Please join us this Friday as Paolo Santorio (Philosophy, University of Leeds) presents work on conditionals.
Date and time: Friday, November 20, 10:30 a.m. – 12:20 p.m.
Location: Rosenwald 208 (Linguistics seminar room)
Title: Alternatives and truth-makers in conditional semantics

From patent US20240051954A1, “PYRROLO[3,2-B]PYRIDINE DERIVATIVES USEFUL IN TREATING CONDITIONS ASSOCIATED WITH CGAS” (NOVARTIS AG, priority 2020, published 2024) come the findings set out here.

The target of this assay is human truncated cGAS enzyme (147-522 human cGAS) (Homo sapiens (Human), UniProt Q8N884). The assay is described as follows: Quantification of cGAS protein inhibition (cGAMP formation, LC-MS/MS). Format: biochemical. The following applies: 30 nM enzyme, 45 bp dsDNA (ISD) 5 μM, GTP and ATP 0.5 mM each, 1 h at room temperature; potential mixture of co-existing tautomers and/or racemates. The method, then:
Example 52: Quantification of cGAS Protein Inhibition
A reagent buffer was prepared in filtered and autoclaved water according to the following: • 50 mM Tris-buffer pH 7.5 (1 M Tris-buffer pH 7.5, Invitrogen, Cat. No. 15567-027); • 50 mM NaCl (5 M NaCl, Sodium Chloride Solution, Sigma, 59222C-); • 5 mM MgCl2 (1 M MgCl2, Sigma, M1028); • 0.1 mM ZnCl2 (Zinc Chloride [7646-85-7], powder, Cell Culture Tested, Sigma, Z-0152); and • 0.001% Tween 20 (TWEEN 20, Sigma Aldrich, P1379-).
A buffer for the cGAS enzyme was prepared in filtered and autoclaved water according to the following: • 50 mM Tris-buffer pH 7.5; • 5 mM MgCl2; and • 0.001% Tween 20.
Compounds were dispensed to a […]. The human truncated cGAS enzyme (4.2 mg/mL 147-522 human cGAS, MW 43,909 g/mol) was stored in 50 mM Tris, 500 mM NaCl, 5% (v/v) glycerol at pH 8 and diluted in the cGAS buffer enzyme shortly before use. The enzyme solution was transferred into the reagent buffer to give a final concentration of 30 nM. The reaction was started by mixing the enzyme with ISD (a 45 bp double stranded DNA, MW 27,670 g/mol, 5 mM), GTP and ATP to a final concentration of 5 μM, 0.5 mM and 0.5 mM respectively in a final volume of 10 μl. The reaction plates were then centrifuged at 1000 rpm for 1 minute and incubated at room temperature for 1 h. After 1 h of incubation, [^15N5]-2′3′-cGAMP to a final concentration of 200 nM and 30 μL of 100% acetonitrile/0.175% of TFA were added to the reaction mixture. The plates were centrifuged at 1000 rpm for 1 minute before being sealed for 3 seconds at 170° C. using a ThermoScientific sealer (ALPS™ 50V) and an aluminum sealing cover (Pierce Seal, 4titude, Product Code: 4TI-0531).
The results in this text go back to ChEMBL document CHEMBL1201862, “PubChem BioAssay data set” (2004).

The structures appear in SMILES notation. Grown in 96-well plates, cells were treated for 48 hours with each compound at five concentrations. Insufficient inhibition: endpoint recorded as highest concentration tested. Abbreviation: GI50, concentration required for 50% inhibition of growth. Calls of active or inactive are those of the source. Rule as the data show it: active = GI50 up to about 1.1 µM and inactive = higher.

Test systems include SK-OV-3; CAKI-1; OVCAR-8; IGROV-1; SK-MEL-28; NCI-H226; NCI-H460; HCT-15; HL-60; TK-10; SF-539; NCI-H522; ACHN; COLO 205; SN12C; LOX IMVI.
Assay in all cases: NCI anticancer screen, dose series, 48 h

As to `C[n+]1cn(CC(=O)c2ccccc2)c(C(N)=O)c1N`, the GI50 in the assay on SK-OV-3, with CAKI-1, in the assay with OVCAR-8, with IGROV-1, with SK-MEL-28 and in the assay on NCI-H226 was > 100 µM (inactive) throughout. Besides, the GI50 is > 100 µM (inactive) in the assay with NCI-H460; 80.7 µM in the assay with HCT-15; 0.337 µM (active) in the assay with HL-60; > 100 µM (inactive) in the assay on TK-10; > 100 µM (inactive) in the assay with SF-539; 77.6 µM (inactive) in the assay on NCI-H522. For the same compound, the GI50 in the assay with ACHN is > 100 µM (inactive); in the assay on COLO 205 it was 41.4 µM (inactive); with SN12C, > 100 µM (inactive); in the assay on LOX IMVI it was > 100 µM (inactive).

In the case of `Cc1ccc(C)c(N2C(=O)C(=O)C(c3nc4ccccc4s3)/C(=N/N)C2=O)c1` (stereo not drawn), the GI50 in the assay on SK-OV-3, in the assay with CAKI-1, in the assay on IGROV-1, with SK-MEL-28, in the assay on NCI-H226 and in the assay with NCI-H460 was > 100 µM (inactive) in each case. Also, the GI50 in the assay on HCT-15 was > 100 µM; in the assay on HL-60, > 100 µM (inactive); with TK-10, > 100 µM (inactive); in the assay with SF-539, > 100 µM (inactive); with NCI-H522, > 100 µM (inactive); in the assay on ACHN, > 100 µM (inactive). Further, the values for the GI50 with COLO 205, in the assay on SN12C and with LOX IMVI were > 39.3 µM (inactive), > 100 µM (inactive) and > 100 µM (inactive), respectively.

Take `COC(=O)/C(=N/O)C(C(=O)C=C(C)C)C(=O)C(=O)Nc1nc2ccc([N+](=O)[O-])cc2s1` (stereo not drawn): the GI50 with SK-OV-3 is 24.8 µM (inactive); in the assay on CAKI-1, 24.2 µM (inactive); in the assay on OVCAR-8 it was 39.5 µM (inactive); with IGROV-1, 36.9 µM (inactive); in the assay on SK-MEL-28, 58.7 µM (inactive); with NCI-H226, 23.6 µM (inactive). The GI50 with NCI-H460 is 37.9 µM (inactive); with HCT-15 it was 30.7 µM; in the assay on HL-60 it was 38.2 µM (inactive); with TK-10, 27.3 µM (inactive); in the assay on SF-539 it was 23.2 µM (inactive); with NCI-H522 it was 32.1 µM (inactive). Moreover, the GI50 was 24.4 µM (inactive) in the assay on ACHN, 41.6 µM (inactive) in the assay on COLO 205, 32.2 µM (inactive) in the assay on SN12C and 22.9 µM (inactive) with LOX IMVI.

Most contemporary theories of conditionals are descendants of Stanaker/Lewis/Kratzer’s comparative closeness analysis. I start by revisiting a classical problem for this analysis. Conditionals with disjunctive antecedents (“if p or q, r”) seem to entail the two conditionals whose antecedents are the individual disjuncts (“if p, r” and “if q, r”); yet comparative closeness semantics can’t vindicate this entailment. It is often assumed that the puzzle can be accommodated via one of two local fixes: (a) a scalar implicature in the antecedent, or (b) a non-Boolean meaning for “or”. I show that none of these two strategies can work. The puzzle requires modifying comparative closeness semantics. I suggest an analysis on which conditionals are alternative-sensitive: their truth conditions are computed in part by manipulating syntactic alternatives to the antecedent. Crucially, the algorithm for manipulating alternatives is different from the so-called “innocent excludability” algorithm in use for scalar implicatures, and involves a new notion that I call “specificity”. The resulting semantics for conditionals is hyperintensional (it doesn’t vindicate substitution of necessarily equivalent propositions), but in a way that is different from, and much tamer than, other hyperintensional accounts.